|Moazzam “Mark” Malik|
A hedge fund manager who used investors’ cash for his lavish lifestyle, faked his own death in order to avoid returning the money to its rightful owners, the Securities and Exchange Commission said.
The Securities and Exchange Commission (SEC) charged the hedge fund manager in New York City, with stealing money from his investors.
The SEC alleges that Moazzam “Mark” Malik falsely claimed to be operating a hedge fund with approximately $100 million in assets under management, and he solicited investors with promises of consistently high returns.
Although he raised $840,774 from investors, his fund never made real investments and never held more than $90,177 in assets as Malik continually withdrew the cash and spent it as his own.
Despite repeated demands from investors for the return of their money, Malik has flatly refused or delayed the bulk of their redemption requests.
He allegedly went so far as to create a fictitious fund employee who sent one investor an e-mail claiming that Malik had died of a heart attack.
“By pretending to be a successful hedge fund manager, Malik conned investors into bankrolling his lavish lifestyle,” said Andrew M. Calamari, Director of the SEC’s New York Regional Office.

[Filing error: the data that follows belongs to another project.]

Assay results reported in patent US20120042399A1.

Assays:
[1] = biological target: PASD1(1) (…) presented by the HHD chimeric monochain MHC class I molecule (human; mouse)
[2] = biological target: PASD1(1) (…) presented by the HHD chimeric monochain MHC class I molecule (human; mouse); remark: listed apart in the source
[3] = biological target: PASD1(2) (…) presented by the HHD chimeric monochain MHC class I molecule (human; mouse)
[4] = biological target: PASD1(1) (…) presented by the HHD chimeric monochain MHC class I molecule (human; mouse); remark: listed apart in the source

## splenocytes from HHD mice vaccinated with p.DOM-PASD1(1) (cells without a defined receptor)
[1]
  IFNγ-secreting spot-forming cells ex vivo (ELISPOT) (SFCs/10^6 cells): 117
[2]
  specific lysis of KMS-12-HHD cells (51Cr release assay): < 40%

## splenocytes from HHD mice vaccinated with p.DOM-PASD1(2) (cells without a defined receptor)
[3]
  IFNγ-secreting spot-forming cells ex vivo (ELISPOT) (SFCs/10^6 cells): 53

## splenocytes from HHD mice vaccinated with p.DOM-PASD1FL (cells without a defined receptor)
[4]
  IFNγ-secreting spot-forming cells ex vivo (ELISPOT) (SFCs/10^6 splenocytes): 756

“Besides luxury travel, dining, and jewelry, investor funds paid for Malik’s continuing education courses at Harvard and his subscription to a matrimonial matching website,” Calamari said.
According to the SEC’s complaint filed in U.S. District Court for the Southern District of New York, Malik has been continuing to solicit investors amid the redemption requests.
His fund has changed its name several times since he created it in 2010. Malik initially called it Wall Street Creative Partners before changing it to Seven Sages Capital LP and then American Bridge Investment Group LLC.
Most recently it has been known as Wolf Hedge LLC. Malik described his fund as “a privately held Global Investment Management firm dedicated to the individuals and institutions around the world.”
The SEC alleges that Malik created a fictitious “Amanda Ebert” who was identified with a title of “Investor Relations, Wolf Hedge LLC” in email communications with several investors.
Malik included in the emails a purported photograph of Ebert that he copied off the Internet. The real-life woman in the photo does not know Malik and never authorized the use of her image in the emails.